Exempted from the fast are the very old and the insane. On the physical side, fasting is from first light of dawn until sundown, abstaining from food, drink, and sexual relations. On the moral, behavioral side, one must abstain from lying, malicious gossip, quarrelling and trivial nonsense.
Those who are sick, elderly, or on a journey, and women who are menstruating, pregnant, or nursing are permitted to break the fast, but must make up an equal number of days later in the year. If physically unable to do so, they must feed a needy person for each day missed. Children begin to fast (and to observe the prayers) from puberty, although many start earlier.
In addition to the fast proper, one is encouraged to read the entire Quran. In addition, special prayers, called Tarawih, are held in the mosque every night of the month, during which a whole section of the Quran (Juz') is recited, so that by the end of the month the entire Quran has been completed. These are done in remembrance of the fact that the revelation of the Quran to Prophet Muhammad (peace be upon him) was begun during Ramadan.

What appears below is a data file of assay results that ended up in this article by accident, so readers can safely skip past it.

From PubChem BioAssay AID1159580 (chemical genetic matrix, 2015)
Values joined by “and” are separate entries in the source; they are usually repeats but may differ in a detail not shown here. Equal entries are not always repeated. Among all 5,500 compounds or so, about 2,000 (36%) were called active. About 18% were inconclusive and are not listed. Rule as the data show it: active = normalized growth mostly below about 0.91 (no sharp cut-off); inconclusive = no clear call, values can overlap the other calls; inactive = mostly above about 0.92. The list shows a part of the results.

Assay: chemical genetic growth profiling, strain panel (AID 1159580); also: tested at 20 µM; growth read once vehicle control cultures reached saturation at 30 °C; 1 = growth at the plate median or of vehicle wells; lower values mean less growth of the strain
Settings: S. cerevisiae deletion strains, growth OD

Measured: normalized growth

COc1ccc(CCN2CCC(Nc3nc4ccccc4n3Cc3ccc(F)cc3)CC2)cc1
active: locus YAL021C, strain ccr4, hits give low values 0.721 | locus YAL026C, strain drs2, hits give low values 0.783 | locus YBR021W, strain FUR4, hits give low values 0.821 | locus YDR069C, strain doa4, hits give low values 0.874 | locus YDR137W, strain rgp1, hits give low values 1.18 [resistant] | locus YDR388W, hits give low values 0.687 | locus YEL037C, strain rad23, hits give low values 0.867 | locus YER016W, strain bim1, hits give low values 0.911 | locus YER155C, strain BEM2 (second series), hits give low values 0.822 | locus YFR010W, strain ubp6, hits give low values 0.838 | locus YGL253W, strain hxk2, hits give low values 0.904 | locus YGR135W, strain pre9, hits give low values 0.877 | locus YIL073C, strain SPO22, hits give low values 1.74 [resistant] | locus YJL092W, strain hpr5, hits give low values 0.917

During the last ten days - though the exact day is never known and may not even be the same every year - occurs the Night of Power (Laylat al-Qadr). To spend that night in worship is better than a thousand months of worship, i.e. Allah's reward for it is very great.
On the first day of the following month, after another new moon has been sighted, a special celebration is made, called 'Id al-Fitr. A quantity of staple food is donated to the poor (Zakat al-Fitr), everyone has bathed and put on their best, preferably new, clothes, and communal prayers are held in the early morning, followed by feasting and visiting relatives and friends.
There are other fast days throughout the year. Muslims are encouraged to fast six days in Shawwal, the month following Ramadan, Mondays and Thursdays, and the ninth and tenth, or tenth and eleventh of Muharram, the first month of the year. The tenth day, called Ashurah, is also a fast day for the Jews (Yom Kippur), and Allah commanded the Muslims to fast two days to distinguish themselves from the People of the Book.
While fasting per se is encouraged, constant fasting, as well as monasticism, celibacy, and otherwise retreating from the real world, are condemned in Islam. Fasting on the two festival days, 'Id al-Fitr and 'Id al-Adha, the feast of the Hajj, is strictly forbidden.